How do you use moodscope when you are leaving the euthymic state for hypomania? On the face of it you would think the score would be 100%. But hypomania can be an irritable, hostile towards others state and as you say you feel scared. Thus your moodscope score would in fact be dropping.

Pablo Thu, Dec 15th 2016 @ 10:10am

Hi Caroline, it must be hard having bi polar. Good luck with your strategies, They look good. I only know about bi polar from what I have read and garnered here on moodscape. Wow, is all I can say. It is tough enough with depression (me) without the added roller coasters that you folks ride on. I do a lot of reading on google and Kings College london are doing quite a bit of research into brain immflamation/depression. That is my area of interest as I suspect an over active immune system is my problem. This is also interesting:- http://bipolarnews.org/?tag=minocycline is anyone here trying minocycline? I am going to run it past my GP on my next visit. I don't think she likes me doing my own research but I know my brain better than her. All the very best, Pablo

Michael Thu, Dec 15th 2016 @ 11:43am

Pablo. For a long time I would become anxious, especially if my moodscope score went from 24 to 60 overnight. I would be worried am I bipolar after all. It felt safer to be 40 and below! I have the utmost respect for all those people having to deal with swinging between both ends of the spectrum. Re your GP comment. A friend of mine with depression recently went to see his new psychiatrist. The first words out of the psychiatrist's mouth were " You are too intelligent for your own good"!!!!! (I have noticed that a lot of people with bipolar are extremely intelligent and when high can run rings around their Drs) And your other point. It was only announced a few days ago that Psychiatrists might start treating depression and psychosis with immune suppressing drugs after it was found that 1 in 11 people with psychosis had raised inflammatory markers due to an overactive immune system. And there you have it, the bodies quest for homeostasis (equilibrium). We become prone to illness both when our immune system is under active and overactive! I think an awful lot of illness (physical and mental) is down to "inflammation". The inflammation being the result of an "overreaction" by the immune system. The list is very very long from MS to Ulcerative Colitis, asthma, hay fever/allergies. Some studies indicate that antidepressants are more effective when taken with anti inflammatory drugs.

E Thu, Dec 15th 2016 @ 1:33pm

Hi Pablo & Micheal, Thanks for the link to Bi-Polar Network news. I have never thought of myself as bi-Polar although I suspect that I may occasionally be slightly hypomanic when "well". I wouldn’t put it any stronger than that. For me my hypomania, if that is what it is, seems to manifest itself at work rather than in my private life. I have nearly been sacked twice from my current employment and have two findings of gross misconduct on my disciplinary record. I wont bore you with the details but I can now see that in todays admittedly pc world I was behaving rather unwisely and I am lucky to be still in employment. My diagnosis is one of recurrent depressive disorder and my Psychiatrist explains my odd and rather out of character behaviour while at work down to a stress reaction. (I don't handle stress well it is true to say). Like you I am increasingly interested in the part the immune system has to play in mental illness. My mother suffered depression and a maternal aunt of hers was diagnosed with schizophrenia and ended up in an institution for most of her adult life. All my siblings are affected with mental instability of one form or another and we all with the exception of my eldest brother are affected with one or more auto-immune disorders ,(including my mother), either hypo or hyper-thyroidism, arthritis or uveitis. There was a very interesting BBC R4 program on about 4 months ago called the inflamed mind which can be listened to at http://www.bbc.co.uk/programmes/b07pj2pw and a BBC article which can be seen here http://www.bbc.co.uk/news/health-37166293 . I have sometimes wonder if one of the side effects of treatment with SSRI antidepressants might be to induce a slightly euphoric and over confidant frame of mind which could be mistaken for hypomania. A study where therapists agreed to take an SSRI for a period experienced a r4eduction in their ability to empathise with their clients during the study (they were otherwise psychologically healthy). I also read an article a while back that suggested an evolutionary function of depression. Namely that when confronted with a stressful or threatening situation an adaptive strategy might be to adopt a passive and withdrawn social position. Clinical depression being an extension of that frame of mind adopted in the absence of any threat.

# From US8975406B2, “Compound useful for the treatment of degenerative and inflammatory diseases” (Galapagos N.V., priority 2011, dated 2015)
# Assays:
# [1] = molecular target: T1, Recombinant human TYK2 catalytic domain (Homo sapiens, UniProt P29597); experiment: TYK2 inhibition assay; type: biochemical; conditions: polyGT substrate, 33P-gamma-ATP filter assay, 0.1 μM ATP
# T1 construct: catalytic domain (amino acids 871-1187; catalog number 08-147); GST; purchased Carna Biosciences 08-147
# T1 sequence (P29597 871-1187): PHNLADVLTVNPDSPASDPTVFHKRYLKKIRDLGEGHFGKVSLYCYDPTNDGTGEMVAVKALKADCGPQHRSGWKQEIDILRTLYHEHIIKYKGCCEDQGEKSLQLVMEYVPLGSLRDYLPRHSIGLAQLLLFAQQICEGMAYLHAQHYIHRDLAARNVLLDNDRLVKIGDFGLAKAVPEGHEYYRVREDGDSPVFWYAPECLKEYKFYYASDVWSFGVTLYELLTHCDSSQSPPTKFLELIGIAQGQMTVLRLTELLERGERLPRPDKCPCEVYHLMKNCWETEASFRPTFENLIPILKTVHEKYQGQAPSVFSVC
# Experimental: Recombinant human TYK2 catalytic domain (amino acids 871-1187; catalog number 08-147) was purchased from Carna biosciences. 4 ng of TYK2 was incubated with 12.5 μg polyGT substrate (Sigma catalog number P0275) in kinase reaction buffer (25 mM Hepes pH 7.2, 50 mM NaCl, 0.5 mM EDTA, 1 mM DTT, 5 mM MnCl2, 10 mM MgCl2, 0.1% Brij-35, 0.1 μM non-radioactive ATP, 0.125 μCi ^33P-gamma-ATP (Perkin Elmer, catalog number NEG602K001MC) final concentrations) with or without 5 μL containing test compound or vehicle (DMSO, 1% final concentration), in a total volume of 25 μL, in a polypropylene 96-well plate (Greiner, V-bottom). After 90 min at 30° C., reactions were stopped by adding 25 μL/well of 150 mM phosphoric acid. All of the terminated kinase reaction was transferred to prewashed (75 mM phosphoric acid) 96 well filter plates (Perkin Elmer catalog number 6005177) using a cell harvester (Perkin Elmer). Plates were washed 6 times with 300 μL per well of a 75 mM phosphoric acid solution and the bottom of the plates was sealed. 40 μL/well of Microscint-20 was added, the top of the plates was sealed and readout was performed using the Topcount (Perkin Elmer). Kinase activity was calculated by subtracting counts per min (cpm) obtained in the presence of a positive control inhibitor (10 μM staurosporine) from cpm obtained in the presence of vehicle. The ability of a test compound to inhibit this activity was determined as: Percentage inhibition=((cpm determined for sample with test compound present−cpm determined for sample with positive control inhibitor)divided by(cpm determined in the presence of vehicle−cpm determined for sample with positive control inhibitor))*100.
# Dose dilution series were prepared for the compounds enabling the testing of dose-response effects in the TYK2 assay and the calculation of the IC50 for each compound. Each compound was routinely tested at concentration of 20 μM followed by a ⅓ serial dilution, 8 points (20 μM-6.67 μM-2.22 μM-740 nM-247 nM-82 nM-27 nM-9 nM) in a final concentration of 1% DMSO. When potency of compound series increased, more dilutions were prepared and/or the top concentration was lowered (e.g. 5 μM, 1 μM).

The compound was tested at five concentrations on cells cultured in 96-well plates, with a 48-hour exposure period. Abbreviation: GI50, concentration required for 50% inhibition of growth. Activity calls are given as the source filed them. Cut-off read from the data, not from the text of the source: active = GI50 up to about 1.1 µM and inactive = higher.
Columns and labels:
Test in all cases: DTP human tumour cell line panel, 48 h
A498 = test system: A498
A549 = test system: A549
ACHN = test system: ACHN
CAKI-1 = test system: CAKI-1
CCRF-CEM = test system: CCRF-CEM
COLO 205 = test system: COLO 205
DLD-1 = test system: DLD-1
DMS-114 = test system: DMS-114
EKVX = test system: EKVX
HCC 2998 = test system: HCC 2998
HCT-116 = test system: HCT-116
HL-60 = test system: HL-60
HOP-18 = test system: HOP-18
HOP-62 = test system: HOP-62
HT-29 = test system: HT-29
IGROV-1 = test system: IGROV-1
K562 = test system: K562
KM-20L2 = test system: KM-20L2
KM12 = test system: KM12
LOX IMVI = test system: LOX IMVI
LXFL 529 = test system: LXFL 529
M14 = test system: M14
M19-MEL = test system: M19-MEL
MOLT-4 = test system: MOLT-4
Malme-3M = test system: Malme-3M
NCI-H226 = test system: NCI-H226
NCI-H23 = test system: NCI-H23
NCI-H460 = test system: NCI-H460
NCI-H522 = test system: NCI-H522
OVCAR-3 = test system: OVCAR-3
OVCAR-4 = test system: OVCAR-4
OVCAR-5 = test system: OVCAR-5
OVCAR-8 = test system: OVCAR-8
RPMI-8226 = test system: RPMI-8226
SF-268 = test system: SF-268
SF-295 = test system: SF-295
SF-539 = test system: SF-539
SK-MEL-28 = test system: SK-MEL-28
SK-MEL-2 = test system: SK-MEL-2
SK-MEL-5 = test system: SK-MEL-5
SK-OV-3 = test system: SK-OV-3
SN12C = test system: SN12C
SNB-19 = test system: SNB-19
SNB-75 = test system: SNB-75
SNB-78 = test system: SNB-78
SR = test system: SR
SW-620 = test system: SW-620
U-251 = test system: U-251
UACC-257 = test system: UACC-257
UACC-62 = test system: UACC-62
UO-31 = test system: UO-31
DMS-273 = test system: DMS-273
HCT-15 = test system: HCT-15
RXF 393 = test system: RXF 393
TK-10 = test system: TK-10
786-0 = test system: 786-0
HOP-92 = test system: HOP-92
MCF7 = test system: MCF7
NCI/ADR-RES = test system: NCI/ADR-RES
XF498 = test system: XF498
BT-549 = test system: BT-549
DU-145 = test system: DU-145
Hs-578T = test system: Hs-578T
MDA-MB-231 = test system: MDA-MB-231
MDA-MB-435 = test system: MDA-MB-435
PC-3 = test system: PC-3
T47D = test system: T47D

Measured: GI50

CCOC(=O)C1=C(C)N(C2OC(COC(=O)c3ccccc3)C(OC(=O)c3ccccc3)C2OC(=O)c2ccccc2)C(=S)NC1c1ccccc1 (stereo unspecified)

Michael Thu, Dec 15th 2016 @ 2:18pm